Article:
Jackie "the Librarian" | 8993 comments Thanks, tadpole! Nope, I didn't see any active volcanoes, those are just on the Big Island of Hawaii. Oahu's volcanoes are all dead.

But, you CAN go see them if you go to the Big Island, from a safe distance. I did that once, when I was a kid. It was very cool!


message 28: by Sandi (new)

Sandi (sandikal) I've read six.


message 29: by Jaime (new)

Jaime | 158 comments I have read 4...but there are a few on there that are on my TBR list...


message 30: by Wingedbeaver (new)

Wingedbeaver | 80 comments I've read 6... which I felt bad about at first, that maybe I'm not as well read as I thought because it seems like I should have read more of them, but then I saw that most of you haven't read many more, so I think I'm ok.


message 31: by Meen (new)

Meen (meendee) | 1733 comments We had a joke in the sociology dept. that all the pomos were kept in the English dept. where they couldn't hurt anybody.

:D


message 32: by Jessica (new)

Jessica (jesstrea) Wingedbeaver wrote: "I've read 6... which I felt bad about at first, that maybe I'm not as well read as I thought because it seems like I should have read more of them, but then I saw that most of you haven't read many..."

yeah I'd say you're in tune with the rest of us. Nice to see you here Jon!
am mailing you something, btw


message 33: by Jessica (new)

Jessica (jesstrea) Koe, maybe you win?
I think I only got up to 10, tho I should do a recount if we're going for prizes...
;-)


message 34: by [deleted user] (new)

I wondered about Shakespeare too Koe. I wonder what the reasoning behind that is?


message 35: by Matt (new)

Matt | 819 comments It fits the perameters, but I assumed that it was mainly thrown in for controversial chic. Same for Vonnegut.


message 36: by Usako (new)

Usako (bbmeltdown) I've read two. Does that make me a PM-PUTZ?
Nathaniel Hawthorne's "The Scarlet Letter"
William Shakespeare's "Hamlet"


message 37: by [deleted user] (new)

No Tanja, that how many I've read too!


message 38: by Usako (new)

Usako (bbmeltdown) *cheers then dives back into Water for Elephants*


message 39: by Matt (new)

Matt | 819 comments Which ones have you read, Jim?


message 40: by [deleted user] (new)

"The Scarlet Letter" & "The Wind Up Bird Chronicles"

For what ever reason I have never had to read Shakespeare in any class I took.



message 41: by Usako (new)

Usako (bbmeltdown) Jim, *sadface*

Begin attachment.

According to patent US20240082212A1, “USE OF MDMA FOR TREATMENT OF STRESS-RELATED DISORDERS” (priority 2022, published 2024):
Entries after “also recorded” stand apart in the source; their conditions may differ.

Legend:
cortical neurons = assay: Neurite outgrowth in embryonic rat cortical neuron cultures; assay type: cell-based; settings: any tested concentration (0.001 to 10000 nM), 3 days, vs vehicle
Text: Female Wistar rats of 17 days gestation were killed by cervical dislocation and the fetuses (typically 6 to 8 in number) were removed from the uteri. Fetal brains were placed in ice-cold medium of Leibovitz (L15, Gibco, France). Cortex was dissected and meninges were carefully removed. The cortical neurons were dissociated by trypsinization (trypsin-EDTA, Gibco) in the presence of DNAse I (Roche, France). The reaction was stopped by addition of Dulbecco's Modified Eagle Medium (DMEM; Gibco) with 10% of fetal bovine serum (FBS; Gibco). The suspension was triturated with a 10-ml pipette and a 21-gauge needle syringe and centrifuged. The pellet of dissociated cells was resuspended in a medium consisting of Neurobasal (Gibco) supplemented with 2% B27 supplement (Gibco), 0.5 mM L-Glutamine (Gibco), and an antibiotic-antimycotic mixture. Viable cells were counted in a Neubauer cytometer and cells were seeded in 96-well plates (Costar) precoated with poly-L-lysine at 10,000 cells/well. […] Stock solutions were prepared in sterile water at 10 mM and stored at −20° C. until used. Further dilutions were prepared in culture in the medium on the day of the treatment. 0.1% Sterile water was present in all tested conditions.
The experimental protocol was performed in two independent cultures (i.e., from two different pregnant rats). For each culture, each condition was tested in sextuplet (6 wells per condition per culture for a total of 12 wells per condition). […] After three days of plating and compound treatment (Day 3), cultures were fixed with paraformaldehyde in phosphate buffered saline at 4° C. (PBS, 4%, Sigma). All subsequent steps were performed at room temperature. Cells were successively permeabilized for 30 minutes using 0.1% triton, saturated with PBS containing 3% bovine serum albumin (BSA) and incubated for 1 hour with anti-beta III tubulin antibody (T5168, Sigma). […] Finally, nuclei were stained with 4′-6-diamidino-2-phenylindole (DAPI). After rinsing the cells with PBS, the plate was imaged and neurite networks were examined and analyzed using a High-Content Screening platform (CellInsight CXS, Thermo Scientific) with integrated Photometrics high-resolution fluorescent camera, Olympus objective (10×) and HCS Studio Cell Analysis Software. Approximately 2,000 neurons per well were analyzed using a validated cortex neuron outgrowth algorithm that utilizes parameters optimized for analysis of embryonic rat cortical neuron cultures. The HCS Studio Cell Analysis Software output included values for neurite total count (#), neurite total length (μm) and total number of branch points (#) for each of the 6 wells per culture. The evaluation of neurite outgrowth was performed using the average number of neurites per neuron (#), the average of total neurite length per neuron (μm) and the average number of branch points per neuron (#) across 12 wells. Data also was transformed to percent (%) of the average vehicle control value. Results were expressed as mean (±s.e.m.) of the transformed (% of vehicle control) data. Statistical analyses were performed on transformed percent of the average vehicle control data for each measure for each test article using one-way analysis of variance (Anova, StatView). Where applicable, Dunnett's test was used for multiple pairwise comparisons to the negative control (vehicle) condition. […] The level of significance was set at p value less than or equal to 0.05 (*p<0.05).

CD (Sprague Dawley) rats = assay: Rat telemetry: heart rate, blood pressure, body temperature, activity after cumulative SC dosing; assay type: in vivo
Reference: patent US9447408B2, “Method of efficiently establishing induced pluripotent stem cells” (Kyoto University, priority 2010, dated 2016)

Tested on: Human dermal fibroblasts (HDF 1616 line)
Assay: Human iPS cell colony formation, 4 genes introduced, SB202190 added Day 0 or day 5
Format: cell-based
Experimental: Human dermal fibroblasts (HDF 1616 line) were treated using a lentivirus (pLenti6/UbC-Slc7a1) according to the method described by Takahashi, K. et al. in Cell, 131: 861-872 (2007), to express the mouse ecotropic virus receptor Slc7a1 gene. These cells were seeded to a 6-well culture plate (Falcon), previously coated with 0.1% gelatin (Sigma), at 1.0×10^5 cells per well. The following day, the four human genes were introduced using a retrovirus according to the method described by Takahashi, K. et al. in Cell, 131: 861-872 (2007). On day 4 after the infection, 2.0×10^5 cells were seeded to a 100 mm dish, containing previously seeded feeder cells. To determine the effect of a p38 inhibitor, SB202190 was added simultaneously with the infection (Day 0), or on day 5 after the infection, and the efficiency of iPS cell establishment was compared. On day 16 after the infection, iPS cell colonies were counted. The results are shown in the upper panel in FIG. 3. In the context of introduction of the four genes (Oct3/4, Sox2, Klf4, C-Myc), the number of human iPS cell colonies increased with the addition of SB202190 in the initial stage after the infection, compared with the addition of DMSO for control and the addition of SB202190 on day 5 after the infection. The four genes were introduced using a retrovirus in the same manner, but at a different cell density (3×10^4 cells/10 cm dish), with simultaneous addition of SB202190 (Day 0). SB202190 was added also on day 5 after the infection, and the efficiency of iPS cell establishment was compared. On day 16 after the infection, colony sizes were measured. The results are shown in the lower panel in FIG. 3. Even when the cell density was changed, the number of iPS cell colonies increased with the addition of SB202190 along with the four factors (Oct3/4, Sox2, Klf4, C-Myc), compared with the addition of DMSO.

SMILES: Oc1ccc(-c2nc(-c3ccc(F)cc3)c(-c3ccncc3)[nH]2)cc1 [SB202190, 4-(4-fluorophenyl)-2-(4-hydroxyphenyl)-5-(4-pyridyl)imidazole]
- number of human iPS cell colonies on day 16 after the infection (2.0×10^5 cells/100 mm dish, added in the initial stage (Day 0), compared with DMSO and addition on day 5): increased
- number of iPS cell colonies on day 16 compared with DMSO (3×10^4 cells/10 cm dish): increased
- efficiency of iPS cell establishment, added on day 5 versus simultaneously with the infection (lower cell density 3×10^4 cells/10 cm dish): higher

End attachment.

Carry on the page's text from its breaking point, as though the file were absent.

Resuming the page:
If you were willing to read Shakespeare which genre would you lean more toward? Tragedy or comedy?


message 42: by [deleted user] (new)

Probably Tragedy - but I don't see me reading Shakespeare any time soon. But then I never anticipated being on GR either.



message 43: by Angie (new)

Angie (angabel) Randomanthony wrote: "Ok, before I look at the list, I have to admit that I'm not entirely sure what "postmodern" means and I've never been man enough to admit it."

This made me laugh.

A professor once described it as throwing a hand-grenade into a cathedral and then whatever's left, that's "postmodern."


message 44: by Matthieu (new)

Matthieu | 1009 comments Thank you! Someone else who dislikes EiL!

Foer is too gimmicky for my tastes. He simply rehashes ideas that the dadaists used 80+ years ago. He even stole a bit of Thomas Eliot's The Departure for his second novel...


message 45: by Angie (new)

Angie (angabel) I liked the movie, mostly because Alex was such a strong character (and I dig Gogol Bordello as a whole). But the book... meh.

I'm thinking of putting my copy of EiL up on bookmooch but so far I've only received two books and need to send out 15. Apparently everything I hate people want, and everything I want, no one has.


message 46: by Nuri (new)

Nuri (nools) | 538 comments Angabel wrote: "Randomanthony wrote: "Ok, before I look at the list, I have to admit that I'm not entirely sure what "postmodern" means and I've never been man enough to admit it."

This made me laugh.

A professo..."



I'm sticking to that definition!




message 47: by Wingedbeaver (new)

Wingedbeaver | 80 comments Angabel wrote: "I liked the movie, mostly because Alex was such a strong character (and I dig Gogol Bordello as a whole). But the book... meh."

I totally agree. I thought the movie was one of the most underrated features in present years, but the book didn't do much for me. I'm not a fan of his style. One of the rare occasions when a movie was better then a book!


message 48: by [deleted user] (new)

Welcome to TC Youndyc, if you need the bonus point I'll concede it.


message 49: by Sally, la reina (new)

Sally (mrsnolte) | 17346 comments Mod
In my knowledge, something can be postmodern when it is read as though the reader constructs the meaning - the author is merely a conduit through which the words pass. The reader's authority brings meanings to the word.

Calvino is post-postmodern because he turns that on its ear. He/she takes every traditional novel construct and does the opposite. The reader is unnerved because what usually works, doesn't.


message 50: by Lobstergirl, el principe (new)

Lobstergirl | 24357 comments Mod
I've read five. And it irks me to see authors of the pre-modernist era labelled postmodern. Very much it irks me. I don't have a problem with people pointing out what they might have in common with postmodern books, but they are not postmodern.